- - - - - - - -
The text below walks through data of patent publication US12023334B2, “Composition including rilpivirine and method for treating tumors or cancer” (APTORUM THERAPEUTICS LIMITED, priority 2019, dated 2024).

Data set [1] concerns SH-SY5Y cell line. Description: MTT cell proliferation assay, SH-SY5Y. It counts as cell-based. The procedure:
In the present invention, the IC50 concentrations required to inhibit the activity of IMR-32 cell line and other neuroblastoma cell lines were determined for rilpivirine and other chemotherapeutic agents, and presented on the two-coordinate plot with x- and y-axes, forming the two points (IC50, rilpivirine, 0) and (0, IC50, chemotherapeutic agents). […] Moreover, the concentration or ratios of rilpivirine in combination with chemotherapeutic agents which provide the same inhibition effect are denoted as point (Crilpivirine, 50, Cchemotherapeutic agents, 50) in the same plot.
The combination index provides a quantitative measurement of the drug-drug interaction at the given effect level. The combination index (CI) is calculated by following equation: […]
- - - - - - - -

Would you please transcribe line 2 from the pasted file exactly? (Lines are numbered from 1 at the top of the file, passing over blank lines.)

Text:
Data set [1] concerns SH-SY5Y cell line. Description: MTT cell proliferation assay, SH-SY5Y. It counts as cell-based. The procedure: